Workers asked to dress down

Japanese government wants public-sector workers to ditch jackets and ties in the summer in an effort to save electricity
||Last Updated: 08/04/2005

Public-sector workers in Japan have been asked to dress down in an effort to save the environment.

Between June 1 and Sept. 30, workers are being asked to leave their jackets and ties behind and show up at work in slightly more casual clothing, according to Japan’s Ministry of Environment.

Taking off the stifling business attire results in a two degrees Celsius reduction in the heat felt by the body, the ministry said. As a result, air conditioning can be set at 28 degrees Celsius, a move designed to save energy and help the country meet its greenhouse gas emission targets. Offices are typically cooled to about 25 degrees Celsius.

Support from the top

Junichiro Koizumi, Japan’s Prime Minister, recently appeared in an advertisement wearing a half-sleeve shirt with no tie, according to the

Associated Press.

“If the ministers are wearing a tie, their subordinates would feel uneasy about not wearing a tie,” the ad read. “So the ministers should not wear a tie.”

The government’s endorsement of casual dress in the summer is expected to filter down to the private sector. If every office in the country followed suit, estimates put the energy savings at about 81 million gallons of oil.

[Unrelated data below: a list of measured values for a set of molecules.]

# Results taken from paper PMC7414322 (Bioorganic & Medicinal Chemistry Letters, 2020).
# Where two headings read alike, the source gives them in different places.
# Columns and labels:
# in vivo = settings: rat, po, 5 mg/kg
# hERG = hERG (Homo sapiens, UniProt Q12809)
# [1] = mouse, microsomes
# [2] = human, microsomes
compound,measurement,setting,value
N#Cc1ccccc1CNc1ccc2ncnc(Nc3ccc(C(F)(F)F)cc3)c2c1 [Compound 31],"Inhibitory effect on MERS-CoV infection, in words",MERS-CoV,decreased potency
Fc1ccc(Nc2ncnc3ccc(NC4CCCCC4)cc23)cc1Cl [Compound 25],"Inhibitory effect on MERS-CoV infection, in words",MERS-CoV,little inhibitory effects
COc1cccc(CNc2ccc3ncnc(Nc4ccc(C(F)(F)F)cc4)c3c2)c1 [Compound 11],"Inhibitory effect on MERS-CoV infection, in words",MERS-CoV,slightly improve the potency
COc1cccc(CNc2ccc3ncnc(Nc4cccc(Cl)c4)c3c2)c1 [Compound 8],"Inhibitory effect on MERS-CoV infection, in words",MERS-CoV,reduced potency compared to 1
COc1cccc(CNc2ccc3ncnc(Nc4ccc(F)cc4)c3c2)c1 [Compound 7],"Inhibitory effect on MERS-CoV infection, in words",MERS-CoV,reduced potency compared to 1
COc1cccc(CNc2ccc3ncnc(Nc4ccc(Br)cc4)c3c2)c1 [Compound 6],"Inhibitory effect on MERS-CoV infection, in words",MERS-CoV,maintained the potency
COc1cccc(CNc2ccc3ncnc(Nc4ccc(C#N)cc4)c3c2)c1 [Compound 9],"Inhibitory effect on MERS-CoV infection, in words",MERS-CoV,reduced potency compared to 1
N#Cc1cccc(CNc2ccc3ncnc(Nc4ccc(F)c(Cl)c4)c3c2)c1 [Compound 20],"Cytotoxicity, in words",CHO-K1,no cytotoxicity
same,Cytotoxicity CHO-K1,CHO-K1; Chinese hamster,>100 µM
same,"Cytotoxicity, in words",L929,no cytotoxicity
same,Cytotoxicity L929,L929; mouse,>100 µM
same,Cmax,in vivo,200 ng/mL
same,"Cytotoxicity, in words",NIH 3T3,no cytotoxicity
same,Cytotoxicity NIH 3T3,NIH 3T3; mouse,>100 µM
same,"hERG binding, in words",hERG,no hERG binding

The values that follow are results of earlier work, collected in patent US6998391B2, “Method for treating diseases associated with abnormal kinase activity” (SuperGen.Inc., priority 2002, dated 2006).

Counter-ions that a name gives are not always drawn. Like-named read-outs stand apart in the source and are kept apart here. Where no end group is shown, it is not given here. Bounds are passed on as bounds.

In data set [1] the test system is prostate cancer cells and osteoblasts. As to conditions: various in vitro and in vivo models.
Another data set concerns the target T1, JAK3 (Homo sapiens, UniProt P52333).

Japan is struggling to meet its greenhouse gas emission targets under the Kyoto Protocol. Japan is expected to reduce greenhouse emissions by six per cent from 1990 levels by 2012. In 2003, though, emissions were eight per cent higher than 1990.

Project ‘Cool Biz’

The Ministry of the Environment is supporting the campaign, known as “Cool Biz”, with a manual designed to help workers dress more casual.

It includes hints such as matching the colours of your belt and shoes, according to the AP report.

“We try to explain why just untying your necktie won’t do,” said Kentaro Doi, the ministry official in charge of the campaign. “We show how to achieve an acceptable business look without wearing a tie.”

But the campaign isn’t guaranteed to be a success. Similar campaigns in 1979 and 1994 were flops.

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